• …and that’s because they hate black people
    The immediate response? No. It’s more easily explained by just general incompetence and underestimation of just how severe the situation was. Setting up the conditions for the disaster, by cutting the budget for the Army Corps of Engineers? Yes, that happened, and that’s what people should be calling attention to. But it’s still not anti-black; it’s anti-poor.
    So this horrible disaster has taught us that Republicans don’t have the best interests of the poor at heart. Well, thank God we learned something from it that we couldn’t have learned from, oh I dunno, the entire history of the Republican party.

Call me a Polyanna, but my philosophy is that people suck. We’re lazy and selfish and we look for the path of least resistance. Never assume a conspiracy when simple incompetence will do. Don’t assume racism when simple laziness will explain it.

These people aren’t looking for answers, they’re looking for angles. To discredit their political opponents. While these people look at New Orleans and say, “Black people are being neglected,” anyone with a soul looks at it says, “People need help.” Just when I think that we really are gradually pulling ourselves out of the muck and advancing as a species, I see how quick everyone is to just ignore all that and forget everything we’ve learned about racism in the past 200 years.

James Van Der Beek and them sisters from “Sister, Sister”

The title is from Mike Doughty’s song “Busting Up a Starbucks”. If I’m interpreting it correctly, the song’s about impotent outrage at “corporate culture,” pop culture in particular. So at least for the rest of this post, that’s exactly what it’s about.

And what a coincidence, because that’s what I’ve been thinking about a lot lately. Granted, the whole “high art vs. low art” debate is nothing new, but either I haven’t been paying attention, or within the last decade or so it’s taken a really nasty political turn.

Used to be it was just about intelligence and coolness. So the small nugget inside me which remains in denial and full of hope that I might one day be Cool, forces me to treat everything I like as a guilty pleasure. And I play Diablo while making fun of Dungeons and Dragons. Or I obsess over “Buffy the Vampire Slayer” while mocking both the ones who write fan-fics as “losers” and the ones who write academic books in defense of the show as trying too hard to justify their obsessions. Or I get teary-eyed at the Main Street Electrical Parade while complaining about empty spectacle and meaningless entertainment. I’m not sure exactly why those of us in the nerd and geek communities are so desperate to simultaneously knock down and defend the things we love, but it probably is due to this fantasy we all have of taking off our glasses and showing up for the Big Dance as the coolest kids in the whole school.

But now, to maintain my status as a Well-Mannered, Responsible Liberal, I have to rail against all of it because it’s all the work of the Huge Soul-Crushing Media Companies. Two of which have been my employers, making it even more difficult. Has there always been this gross, simplistic, nasty political tone to it all, or is that a recent partisan development? I mean, I’ve heard simple-minded people shout “television is the opiate of the masses!” and “corporate rock sucks!” and various complaints about media conglomerates and how “indie” automatically equals “better.” And of course I’ve heard plenty of people talk about Disney as if there’s a cabal of Eisner-led liches in Burbank strangling kittens and southeast Asian factory-worker children and using their blood to make pentagrams. (Which of course there isn’t, and I haven’t seen it.)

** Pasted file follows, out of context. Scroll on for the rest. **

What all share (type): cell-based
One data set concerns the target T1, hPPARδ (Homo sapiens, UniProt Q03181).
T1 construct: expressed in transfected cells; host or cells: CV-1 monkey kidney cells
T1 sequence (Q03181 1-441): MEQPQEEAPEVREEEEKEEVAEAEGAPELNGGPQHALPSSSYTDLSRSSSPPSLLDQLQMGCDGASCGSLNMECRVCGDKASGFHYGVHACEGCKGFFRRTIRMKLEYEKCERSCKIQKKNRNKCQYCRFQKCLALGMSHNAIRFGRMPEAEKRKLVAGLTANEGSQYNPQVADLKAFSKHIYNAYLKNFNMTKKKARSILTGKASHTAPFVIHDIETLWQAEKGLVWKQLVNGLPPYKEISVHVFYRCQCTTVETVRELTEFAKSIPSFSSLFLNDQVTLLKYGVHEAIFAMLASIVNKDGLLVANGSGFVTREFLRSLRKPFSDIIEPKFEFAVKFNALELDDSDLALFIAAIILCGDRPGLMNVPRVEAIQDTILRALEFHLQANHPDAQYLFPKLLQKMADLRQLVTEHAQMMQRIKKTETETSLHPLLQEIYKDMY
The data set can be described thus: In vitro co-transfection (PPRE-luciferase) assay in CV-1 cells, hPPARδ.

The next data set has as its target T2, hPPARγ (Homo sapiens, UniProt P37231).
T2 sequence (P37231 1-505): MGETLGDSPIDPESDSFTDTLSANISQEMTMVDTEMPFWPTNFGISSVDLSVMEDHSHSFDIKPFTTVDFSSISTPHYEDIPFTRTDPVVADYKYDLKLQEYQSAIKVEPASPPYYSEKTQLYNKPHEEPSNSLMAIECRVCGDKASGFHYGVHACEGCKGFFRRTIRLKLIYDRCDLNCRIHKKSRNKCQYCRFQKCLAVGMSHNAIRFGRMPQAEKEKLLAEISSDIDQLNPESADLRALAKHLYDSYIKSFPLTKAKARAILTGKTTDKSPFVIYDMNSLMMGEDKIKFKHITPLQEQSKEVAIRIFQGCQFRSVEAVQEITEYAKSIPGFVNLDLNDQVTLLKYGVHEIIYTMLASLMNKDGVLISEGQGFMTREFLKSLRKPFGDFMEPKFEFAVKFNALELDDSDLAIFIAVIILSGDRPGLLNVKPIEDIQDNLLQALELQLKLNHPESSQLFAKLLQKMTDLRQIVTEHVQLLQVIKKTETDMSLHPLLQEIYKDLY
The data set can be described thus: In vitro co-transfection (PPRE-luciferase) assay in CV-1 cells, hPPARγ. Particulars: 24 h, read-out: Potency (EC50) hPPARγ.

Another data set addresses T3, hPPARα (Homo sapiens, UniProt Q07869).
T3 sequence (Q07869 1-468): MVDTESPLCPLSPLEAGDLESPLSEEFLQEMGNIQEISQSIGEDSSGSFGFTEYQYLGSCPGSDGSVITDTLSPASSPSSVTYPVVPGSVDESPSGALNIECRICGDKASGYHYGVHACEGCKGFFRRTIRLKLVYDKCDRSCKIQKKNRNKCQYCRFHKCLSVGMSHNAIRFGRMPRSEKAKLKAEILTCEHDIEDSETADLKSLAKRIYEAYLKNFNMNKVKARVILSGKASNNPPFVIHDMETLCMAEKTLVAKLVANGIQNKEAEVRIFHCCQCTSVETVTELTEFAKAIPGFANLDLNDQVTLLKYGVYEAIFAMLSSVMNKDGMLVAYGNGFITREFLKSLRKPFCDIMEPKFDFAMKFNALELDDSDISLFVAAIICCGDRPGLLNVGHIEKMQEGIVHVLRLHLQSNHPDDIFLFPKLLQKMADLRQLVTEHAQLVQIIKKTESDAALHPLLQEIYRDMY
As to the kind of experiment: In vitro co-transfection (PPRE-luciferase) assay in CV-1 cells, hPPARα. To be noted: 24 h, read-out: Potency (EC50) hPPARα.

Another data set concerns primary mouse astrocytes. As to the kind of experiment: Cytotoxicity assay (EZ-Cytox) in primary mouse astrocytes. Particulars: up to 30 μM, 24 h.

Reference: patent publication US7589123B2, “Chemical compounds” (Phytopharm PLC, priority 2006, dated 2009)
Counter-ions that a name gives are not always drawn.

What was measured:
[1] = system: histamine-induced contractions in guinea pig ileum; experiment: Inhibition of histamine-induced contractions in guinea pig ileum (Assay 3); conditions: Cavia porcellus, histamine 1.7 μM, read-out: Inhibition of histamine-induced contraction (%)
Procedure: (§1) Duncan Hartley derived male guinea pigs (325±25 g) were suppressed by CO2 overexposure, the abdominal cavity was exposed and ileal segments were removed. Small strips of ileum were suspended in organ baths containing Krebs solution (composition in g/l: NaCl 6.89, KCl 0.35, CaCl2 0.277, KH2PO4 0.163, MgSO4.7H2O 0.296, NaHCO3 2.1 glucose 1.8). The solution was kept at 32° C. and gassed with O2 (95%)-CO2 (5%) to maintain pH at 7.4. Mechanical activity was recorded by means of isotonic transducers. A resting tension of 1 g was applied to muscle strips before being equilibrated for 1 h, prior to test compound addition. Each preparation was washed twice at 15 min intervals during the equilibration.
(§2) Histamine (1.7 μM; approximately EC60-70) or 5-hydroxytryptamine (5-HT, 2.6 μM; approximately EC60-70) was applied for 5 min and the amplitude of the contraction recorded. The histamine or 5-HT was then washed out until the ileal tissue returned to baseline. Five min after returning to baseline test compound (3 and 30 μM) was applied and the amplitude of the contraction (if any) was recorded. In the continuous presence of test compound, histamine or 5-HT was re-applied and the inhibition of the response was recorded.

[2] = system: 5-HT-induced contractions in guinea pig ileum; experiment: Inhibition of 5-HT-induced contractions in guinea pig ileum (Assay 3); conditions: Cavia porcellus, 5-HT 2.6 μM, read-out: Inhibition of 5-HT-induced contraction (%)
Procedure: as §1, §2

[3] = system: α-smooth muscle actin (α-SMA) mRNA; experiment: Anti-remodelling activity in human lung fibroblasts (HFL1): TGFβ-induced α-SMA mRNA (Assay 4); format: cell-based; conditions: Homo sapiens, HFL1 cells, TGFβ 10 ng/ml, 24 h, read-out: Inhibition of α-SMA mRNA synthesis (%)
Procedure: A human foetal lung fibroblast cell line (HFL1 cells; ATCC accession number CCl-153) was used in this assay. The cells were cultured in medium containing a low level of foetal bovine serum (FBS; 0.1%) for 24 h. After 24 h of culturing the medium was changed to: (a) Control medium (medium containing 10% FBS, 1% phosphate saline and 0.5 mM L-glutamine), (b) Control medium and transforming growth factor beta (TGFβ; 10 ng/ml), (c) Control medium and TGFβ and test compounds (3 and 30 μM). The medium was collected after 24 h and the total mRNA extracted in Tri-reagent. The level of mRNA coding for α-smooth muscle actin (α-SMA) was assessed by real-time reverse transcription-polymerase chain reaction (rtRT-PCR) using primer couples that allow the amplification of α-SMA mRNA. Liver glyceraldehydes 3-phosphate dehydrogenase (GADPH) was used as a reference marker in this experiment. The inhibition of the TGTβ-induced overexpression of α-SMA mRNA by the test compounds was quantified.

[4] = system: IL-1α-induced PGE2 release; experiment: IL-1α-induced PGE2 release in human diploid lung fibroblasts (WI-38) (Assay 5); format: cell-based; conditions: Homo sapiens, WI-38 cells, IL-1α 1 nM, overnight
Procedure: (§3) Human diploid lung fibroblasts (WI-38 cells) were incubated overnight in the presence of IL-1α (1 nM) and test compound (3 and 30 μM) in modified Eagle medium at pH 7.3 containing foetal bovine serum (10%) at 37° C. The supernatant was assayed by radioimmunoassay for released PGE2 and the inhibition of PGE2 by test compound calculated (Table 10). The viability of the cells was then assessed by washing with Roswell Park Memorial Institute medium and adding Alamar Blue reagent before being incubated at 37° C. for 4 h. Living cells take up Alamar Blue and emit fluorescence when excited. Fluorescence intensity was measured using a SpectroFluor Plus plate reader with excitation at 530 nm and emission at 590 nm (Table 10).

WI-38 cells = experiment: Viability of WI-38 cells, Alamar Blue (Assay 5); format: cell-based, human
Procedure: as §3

But now the accusation is that enjoying pop culture means you’re complicit in evil — EEEEEVIL! — for giving money to these horrible companies that you’re just too stupid to see through. We’ve been so indoctrinated with the philosophy that Big Corporations are Bad that it’s gotten mixed in with the high art/low art debate and become yet another way to polarize everyone. Every company larger than 200 employees is now Standard Oil, and there’s no such thing as a good corporation. Our only recourse is to boycott the media, buy organic, and if we must watch films, they should have Parker Posey in them or be directed by Europeans or Canadians. To do otherwise is no longer just stupid, it’s wrong.

Either people are getting more stupid and simple-minded, or the stupid people are getting more vocal, or I’m getting more moderate in my advancing years. I remember back around the time of the Exxon Valdez disaster, and how self-satisfied I was for boycotting the company; it made me feel as if I were really doing something. And it pains me to realize now that in spite of all the comic books and videogames, I grew up, and realized that it’s not about me and my petty grabs at being important for making meaningful choices against a cruel world. That instead, it’s a huge number of people all trying to make meaningful choices, and frequently making mistakes.

It’s comforting to be able to pick out the villains like Kenneth Lay and put a face to the huge, nebulous injustice, but I suspect that the reality is even more depressing. I believe the reality is that there are indeed many outright self-serving bastards trying to screw everyone else, but they’re outnumbered by the people who are really trying to make a difference (in the case of entertainment, to be creative) but impeded by the sheer size of the machine and its layers of bureaucracy. And all of them are far outnumbered by the people who just really don’t give a damn, but are only trying not to get fired.

As for the song: even if I’m completely off about my interpretation, it’s still a catchy song and a great turn of phrase. You can listen to it on his official site if you’re into that sort of thing.

And while I’m writing, my favorite line from the album is “You snooze you lose, well I snost and lost.”

By the way, Doughty’s in San Francisco September 30th and October 1st, playing at The Independent which is stumbling distance from my apartment. Who wants to go with me?